Oil companies are increasingly investing in low-carbon technologies that have the potential to disrupt their core and end-markets. Their principal hydrocarbons business remains profitable; but to build long-term value, they need to think about a future where, for example, vehicles are powered by renewable energy and are driver and owner free.
Oil companies are creating optionality through maintaining a core focus on oil and gas, while investing a threshold amount in new alternative energy businesses – including renewables, which often need additional capital to grow. The question is: how do they create value from investing in early-stage companies? Major oil corporations are used to managing large and long-term capital-intensive projects, but engaging with start-ups needs a different set of skills and carries less familiar risks.
In this week blog we’ll look at how the oil sector is responding to new challenges and think about the broader cross-sector challenge of transforming non-traditional investments into long-term value.
“The automobile is only a novelty — a fad.”President of Michigan Savings Bank, to Henry Ford’s lawyer advising him not to invest…1903…
The changing balance of power
Oil companies are responding to the Paris Agreement – and the need to embrace alternative energy sources – by extending their business model along the low-carbon value chain into areas like batteries and renewables. The oil peak may be some time away. The oil sector remains profitable. Oil companies may only be seeing disruption of their core business model and end markets at relatively low levels for now. But the impetus for change is growing – not least from investors – and many oil companies are responding by setting targets for low or carbon-free revenues in the coming decades.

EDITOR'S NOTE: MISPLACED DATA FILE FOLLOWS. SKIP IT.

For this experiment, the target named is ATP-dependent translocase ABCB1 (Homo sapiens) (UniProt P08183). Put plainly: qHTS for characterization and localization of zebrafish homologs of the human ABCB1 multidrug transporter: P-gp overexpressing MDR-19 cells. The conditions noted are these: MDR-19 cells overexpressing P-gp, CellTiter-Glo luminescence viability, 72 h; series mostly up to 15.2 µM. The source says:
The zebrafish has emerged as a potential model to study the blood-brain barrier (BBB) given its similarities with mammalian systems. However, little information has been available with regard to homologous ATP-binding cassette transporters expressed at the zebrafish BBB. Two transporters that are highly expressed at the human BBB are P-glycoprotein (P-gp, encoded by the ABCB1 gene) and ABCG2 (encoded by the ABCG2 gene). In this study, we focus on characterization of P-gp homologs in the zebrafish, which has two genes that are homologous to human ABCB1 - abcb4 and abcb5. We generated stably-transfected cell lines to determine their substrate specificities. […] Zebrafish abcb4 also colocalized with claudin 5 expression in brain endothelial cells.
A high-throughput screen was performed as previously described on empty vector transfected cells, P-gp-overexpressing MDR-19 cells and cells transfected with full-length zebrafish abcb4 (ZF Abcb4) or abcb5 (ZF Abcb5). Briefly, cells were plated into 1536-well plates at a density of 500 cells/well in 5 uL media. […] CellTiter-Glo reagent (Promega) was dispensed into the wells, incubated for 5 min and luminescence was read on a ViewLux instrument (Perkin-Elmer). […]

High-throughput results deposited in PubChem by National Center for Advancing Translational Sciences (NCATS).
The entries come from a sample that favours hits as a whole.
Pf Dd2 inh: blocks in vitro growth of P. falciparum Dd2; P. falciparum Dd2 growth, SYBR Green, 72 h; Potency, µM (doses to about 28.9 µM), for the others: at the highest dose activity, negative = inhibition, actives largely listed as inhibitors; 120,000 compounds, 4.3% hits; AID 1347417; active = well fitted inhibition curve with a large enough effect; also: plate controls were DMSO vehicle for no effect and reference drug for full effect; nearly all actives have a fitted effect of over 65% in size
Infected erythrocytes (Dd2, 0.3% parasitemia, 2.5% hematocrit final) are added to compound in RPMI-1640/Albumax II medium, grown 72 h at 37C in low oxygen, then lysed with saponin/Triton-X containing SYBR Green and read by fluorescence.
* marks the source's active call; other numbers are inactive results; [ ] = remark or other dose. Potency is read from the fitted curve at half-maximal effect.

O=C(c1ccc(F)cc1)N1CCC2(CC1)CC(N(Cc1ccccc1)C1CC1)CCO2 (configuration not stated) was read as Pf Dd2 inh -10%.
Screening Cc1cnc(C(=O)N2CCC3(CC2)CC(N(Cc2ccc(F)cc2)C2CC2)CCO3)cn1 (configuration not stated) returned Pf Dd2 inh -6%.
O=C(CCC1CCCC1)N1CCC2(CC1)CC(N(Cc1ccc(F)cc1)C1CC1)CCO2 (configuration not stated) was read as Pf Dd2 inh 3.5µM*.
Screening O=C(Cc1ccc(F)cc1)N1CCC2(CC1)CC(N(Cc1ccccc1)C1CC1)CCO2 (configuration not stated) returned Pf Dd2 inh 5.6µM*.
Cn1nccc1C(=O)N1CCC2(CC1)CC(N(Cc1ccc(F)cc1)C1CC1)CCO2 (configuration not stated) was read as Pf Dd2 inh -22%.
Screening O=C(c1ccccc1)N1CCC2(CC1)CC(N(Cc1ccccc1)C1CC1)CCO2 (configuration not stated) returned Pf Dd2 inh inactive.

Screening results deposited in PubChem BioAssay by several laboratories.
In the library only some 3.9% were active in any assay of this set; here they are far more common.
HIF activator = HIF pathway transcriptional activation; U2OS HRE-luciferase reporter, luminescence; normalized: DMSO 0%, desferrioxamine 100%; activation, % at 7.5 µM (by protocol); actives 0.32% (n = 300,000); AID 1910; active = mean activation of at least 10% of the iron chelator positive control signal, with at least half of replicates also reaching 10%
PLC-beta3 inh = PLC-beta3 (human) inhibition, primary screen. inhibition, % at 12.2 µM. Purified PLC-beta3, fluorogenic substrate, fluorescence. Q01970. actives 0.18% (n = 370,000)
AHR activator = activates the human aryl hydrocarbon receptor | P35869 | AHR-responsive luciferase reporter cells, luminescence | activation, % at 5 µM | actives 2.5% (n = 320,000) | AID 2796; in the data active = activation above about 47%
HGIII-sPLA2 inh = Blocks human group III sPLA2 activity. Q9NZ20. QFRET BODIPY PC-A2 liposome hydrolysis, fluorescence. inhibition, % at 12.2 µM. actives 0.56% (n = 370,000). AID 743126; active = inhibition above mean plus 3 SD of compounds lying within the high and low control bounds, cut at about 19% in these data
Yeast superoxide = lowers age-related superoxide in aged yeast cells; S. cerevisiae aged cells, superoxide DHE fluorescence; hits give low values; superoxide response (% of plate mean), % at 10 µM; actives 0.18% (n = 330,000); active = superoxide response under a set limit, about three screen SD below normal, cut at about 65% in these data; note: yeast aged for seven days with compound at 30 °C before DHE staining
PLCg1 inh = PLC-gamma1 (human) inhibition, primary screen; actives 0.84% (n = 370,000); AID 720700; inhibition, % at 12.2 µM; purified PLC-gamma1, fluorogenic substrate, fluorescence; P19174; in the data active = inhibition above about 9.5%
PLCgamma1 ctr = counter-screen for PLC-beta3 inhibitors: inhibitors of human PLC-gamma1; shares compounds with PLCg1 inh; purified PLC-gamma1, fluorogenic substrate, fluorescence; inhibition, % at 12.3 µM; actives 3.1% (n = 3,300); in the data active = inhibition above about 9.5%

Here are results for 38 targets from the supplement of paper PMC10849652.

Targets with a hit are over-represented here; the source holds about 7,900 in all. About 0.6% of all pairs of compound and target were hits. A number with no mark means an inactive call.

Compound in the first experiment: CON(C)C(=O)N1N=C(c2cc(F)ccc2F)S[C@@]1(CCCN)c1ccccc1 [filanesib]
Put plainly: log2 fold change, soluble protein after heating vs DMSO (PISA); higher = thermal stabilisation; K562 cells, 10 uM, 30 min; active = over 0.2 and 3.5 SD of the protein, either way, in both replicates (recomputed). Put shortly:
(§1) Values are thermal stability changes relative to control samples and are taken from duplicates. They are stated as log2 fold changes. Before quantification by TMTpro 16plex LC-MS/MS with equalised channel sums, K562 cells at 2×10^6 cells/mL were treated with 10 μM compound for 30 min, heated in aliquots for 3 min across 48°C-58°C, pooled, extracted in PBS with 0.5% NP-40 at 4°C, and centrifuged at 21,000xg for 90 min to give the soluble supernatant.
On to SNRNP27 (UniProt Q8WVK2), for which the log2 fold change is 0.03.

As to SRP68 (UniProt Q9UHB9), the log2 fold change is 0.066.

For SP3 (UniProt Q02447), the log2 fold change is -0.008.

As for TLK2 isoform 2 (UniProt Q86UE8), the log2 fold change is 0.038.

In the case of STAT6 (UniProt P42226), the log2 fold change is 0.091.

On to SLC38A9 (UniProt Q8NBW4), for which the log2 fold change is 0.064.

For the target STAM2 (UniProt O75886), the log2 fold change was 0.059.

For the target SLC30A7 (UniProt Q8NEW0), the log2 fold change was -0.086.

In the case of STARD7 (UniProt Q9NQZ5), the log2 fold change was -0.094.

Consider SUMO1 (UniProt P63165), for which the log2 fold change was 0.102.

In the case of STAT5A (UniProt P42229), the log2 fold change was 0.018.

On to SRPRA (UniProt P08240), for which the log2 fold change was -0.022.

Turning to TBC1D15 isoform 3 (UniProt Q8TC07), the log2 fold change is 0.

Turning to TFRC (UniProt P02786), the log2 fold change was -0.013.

The area with the most at stake is transport, given that more than half of world’s oil is used in the transport of people and goods and just over a quarter is used in passenger vehicles. According to Bloomberg NEF, cumulative electric vehicle (EV) sales passed four million in 2018. That might only be 0.4% of total vehicles world-wide, but that doesn’t take into account the growing steepness of the EV S-curve. It took five years to sell the first million electric cars, one and a half years to sell two million and just six months to reach 4 million. In China, EVs account for 4% of all vehicle sales, up 175% in 2018.
Moreover, whilst BP estimated in 2018 that EV numbers will reach 300m by 2040 – or 15% of the total global car fleet, it also forecast that EVs will account for 30% of all passenger car transportation, as measured by distance travelled. This is because it expects so many electric vehicles to be shared vehicles.
A multiplicity of options and outcomes has encouraged oil companies to spread their investments across a broad spectrum of low and zero-carbon technologies and infrastructure. In the last few years the major oil companies (particularly in Europe) have invested in renewables, formed alliances to invest in batteries; acquired EV charging networks and infrastructure manufacturers; and bought shares in ride sharing companies and apps that predict taxi demand; and even launched car-sharing services.
But the big question remains how successful these oil companies will be in creating value from these investments. Purchasing fully-fledged ‘disruptive’ assets is expensive and can limit the investment capacity of the firm. Buying earlier in the process allows companies to buy a wider range of smaller start-ups, but this presents fundamental questions and unfamiliar challenges to most major corporations – not just oil companies.
The most fundamental question for companies is ‘how will we realise value?’, and that leads to the second question of ‘what is the investment model that enables us to access that value?’ The simple choices for creating value are to:
- Create a new profit centre around the investment